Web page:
Friday, October 24, 2014

The advantages and disadvantages of routine

Routine and settled habits make us more productive. We get much more done when we travel in a settled path, making each movement more efficient. However, routine also tends to make us dull, if we are not careful to keep our minds sharp. A little disruption in our lives, if not too great, can do much to make us more lively.

Thursday, October 23, 2014

Shirley Temple - young and old

She captured the hearts of America as a child actor. But as she matured into a teenager and beyond, she somehow did not fit the parts she played. Her acting was a little bit forced, or contrived, or something along that line. I guess sometimes you just outgrow your roles.

Wednesday, October 22, 2014


I learned a new word today, one that I should have known already, had I read my Bible carefully enough. The word is sith and is found in Ezekiel 35.6: "I will prepare thee unto blood, and blood shall pursue thee: sith thou hast not hated blood, even blood shall pursue thee."

As can be seen from its usage here, it is an archaic usage of "since." That would be an easy word to use to show off your vocabulary, but likely people would only think that you had a cold.

Tuesday, October 21, 2014

Sounds like a scriptural proverb

It was not in her nature, however, to increase her vexations, by dwelling on them. She was confident of having performed her duty, and to fret over unavoidable evils, or augment them by anxiety, was no part of her disposition

(From Pride and Prejudice, by Jane Austen. This sounds much like several verses from the Bible, for example, "Sufficient unto the day is the evil thereof.")

Fatigue bends the twig

Fatigue affects our overall health, our habits, our attitudes, our morale - just about everything in our lives. It hardly could be called a disease, but it is the force that bends the twig, and if the twig is bent long enough, it will break.

More HERE on fatigue.

Monday, October 20, 2014

Waikiki Wedding (1937)

This is a watchable early Bing Crosby effort. Old Golden Tonsils is an "idea man" for a big Hawaiian pineapple company. His big idea is to bring a Pineapple Girl (Shirley Ross) to the islands as a symbol for the company. Her impressions of the islands would be syndicated and sent out all over the country. But she does not like it in Hawaii and is preparing to go home, so the Idea Man is assigned to romance her and make her stay, with predictable results. Among the songs Crosby sings are "Blue Hawaii" and "Sweet Leilani." Martha Raye and Bob Burns are along for a goofy comedy addition. (Burns announces that he is the Champion Hog Caller of Crawford County, Arkansas.) It is Wofford the Pig, however, who steals the show.

More HERE on Hawaii



Sunday, October 19, 2014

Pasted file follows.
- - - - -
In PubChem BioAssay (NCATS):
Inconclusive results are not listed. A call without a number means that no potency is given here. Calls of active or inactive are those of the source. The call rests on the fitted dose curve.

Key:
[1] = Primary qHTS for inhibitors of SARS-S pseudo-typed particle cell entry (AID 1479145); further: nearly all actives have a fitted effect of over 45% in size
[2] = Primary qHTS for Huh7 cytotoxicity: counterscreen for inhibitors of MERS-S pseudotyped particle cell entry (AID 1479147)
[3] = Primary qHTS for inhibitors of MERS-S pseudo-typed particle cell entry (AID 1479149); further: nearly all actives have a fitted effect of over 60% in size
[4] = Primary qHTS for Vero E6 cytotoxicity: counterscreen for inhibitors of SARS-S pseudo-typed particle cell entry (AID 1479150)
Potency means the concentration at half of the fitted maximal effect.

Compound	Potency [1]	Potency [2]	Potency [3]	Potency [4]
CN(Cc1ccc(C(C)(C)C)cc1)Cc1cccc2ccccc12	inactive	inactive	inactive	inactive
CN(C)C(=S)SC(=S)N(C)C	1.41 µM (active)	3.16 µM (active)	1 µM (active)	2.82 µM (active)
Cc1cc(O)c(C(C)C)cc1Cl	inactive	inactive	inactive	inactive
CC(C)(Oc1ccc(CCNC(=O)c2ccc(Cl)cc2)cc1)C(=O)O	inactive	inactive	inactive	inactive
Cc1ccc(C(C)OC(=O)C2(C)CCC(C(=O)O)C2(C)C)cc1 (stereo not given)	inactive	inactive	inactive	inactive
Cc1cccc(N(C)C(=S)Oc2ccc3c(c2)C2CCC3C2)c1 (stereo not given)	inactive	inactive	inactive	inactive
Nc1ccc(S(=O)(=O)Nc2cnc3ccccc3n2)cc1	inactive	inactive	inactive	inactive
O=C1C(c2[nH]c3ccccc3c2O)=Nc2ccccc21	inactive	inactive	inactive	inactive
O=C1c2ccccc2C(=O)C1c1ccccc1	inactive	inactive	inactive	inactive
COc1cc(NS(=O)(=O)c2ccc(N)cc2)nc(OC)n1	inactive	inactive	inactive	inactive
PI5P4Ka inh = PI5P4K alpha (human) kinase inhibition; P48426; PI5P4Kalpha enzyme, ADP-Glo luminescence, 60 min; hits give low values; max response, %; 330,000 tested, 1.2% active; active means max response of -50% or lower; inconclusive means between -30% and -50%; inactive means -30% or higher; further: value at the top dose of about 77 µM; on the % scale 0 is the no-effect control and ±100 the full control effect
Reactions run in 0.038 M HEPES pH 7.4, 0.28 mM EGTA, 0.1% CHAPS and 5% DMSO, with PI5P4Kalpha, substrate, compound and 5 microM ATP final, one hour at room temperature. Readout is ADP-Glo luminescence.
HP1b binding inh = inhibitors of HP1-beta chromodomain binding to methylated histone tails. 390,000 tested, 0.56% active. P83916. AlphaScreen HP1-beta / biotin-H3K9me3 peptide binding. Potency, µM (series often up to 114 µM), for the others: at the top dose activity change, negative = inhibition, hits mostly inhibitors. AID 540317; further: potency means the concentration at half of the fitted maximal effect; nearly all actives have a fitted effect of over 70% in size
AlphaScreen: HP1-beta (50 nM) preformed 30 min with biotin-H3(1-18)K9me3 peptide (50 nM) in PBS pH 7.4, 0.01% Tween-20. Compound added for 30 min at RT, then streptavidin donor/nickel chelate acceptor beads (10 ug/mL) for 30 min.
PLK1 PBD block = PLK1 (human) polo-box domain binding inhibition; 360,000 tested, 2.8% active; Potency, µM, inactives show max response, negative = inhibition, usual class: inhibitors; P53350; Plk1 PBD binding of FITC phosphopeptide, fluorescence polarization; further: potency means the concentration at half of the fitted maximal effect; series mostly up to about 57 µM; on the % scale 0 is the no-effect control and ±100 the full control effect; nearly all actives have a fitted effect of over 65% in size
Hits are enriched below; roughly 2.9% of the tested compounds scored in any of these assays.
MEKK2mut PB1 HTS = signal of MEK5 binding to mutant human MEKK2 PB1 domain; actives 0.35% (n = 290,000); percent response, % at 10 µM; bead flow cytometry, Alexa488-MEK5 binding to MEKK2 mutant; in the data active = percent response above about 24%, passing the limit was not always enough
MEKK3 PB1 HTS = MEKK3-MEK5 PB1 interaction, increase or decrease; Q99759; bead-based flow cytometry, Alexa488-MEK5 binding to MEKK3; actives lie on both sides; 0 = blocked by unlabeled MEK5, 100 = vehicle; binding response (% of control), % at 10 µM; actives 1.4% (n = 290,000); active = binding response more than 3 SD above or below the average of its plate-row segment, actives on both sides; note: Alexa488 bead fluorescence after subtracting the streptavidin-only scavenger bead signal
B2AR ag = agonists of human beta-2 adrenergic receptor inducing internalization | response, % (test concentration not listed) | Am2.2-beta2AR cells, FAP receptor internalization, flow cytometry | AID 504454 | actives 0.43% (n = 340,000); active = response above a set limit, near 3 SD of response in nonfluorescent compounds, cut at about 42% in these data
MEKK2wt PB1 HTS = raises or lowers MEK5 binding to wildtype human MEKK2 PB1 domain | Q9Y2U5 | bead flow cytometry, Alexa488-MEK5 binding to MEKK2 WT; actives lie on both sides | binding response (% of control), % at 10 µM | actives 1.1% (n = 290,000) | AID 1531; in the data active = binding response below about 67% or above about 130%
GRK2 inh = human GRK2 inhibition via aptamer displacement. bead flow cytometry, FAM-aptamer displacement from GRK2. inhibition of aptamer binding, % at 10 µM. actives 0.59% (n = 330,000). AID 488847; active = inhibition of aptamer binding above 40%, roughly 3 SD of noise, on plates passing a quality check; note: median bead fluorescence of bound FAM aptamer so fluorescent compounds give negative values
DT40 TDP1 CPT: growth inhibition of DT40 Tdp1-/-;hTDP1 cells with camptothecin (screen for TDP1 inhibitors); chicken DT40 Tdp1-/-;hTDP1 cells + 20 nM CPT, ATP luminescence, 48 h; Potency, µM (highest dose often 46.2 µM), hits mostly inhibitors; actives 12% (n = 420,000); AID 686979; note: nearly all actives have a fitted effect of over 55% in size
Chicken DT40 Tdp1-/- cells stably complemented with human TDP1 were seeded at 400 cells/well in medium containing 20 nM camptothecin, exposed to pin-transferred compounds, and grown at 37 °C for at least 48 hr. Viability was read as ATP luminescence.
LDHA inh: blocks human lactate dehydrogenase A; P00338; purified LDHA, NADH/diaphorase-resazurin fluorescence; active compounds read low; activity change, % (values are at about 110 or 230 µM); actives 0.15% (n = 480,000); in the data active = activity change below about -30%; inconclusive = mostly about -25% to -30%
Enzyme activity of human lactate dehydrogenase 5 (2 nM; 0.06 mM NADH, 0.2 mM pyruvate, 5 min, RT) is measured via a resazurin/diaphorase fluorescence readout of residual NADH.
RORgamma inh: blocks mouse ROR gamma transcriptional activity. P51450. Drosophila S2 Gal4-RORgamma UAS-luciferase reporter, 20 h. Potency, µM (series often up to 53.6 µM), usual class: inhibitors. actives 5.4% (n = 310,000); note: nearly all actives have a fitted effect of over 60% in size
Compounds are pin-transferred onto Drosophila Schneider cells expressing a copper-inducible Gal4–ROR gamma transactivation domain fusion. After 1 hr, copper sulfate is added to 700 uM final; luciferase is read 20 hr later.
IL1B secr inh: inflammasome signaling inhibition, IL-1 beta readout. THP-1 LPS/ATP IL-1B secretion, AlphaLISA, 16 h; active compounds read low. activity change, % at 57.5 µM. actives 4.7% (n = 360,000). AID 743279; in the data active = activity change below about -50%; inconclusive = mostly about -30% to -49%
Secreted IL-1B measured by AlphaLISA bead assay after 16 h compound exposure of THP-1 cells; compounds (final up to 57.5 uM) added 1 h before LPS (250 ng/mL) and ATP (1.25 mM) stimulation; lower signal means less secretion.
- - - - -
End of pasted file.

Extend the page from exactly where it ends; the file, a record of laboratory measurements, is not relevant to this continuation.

I shall never suffer from loneliness

All I have to do is go into the bathroom and close the door, and from one to forty of my blood relatives will immediately be knocking on the door or walking down the hall calling my name.

One sign of a good family

When children are taught to speak to their elders with respect, it certainly is an encouraging sign. Not a guarantee, of course, but a positive indicator.

Saturday, October 18, 2014

Literary deficiency

I am reading Pride and Prejudice, by Jane Austen. I had never read one of her novels, but had seen this movie; and I was curious to see how closely the movie followed the book. Austen's writing, following the style of the day, is very wordy. Most of the time is taken up with conversations, and the speakers used the involved, formal verbage prevalent in that generation.

What struck me immediately is how deficient society is today in the use of language. I do not deny that Austen's expressions could have been made less unwieldy; my point is that most high school students today probably would not have the verbal skills, and certainly not the mental perseverance, to read this book.

We have become a society of technical experts, and the noble old English language has been left in the lurch. Sad. My concern is not that people do not choose to read after Austen's somewhat ponderous style, but that they would not have the skills and discipline to appreciate it if they were to read it.

Bonner's coalhole

Occasionally in the sermons and writings of Charles Spurgeon you will find references to "Bonner's coalhole." It appears that this was an underground dungeon into which many Protestants were crammed during Queen Mary's reign. It was named after the Catholic Bishop of London, Edmund Bonner (called Butcher Bonner or Bloody Bonner). When Queen Elizabeth came to power, Bonner found himself thrown into the very prison that he has used against the Protestants.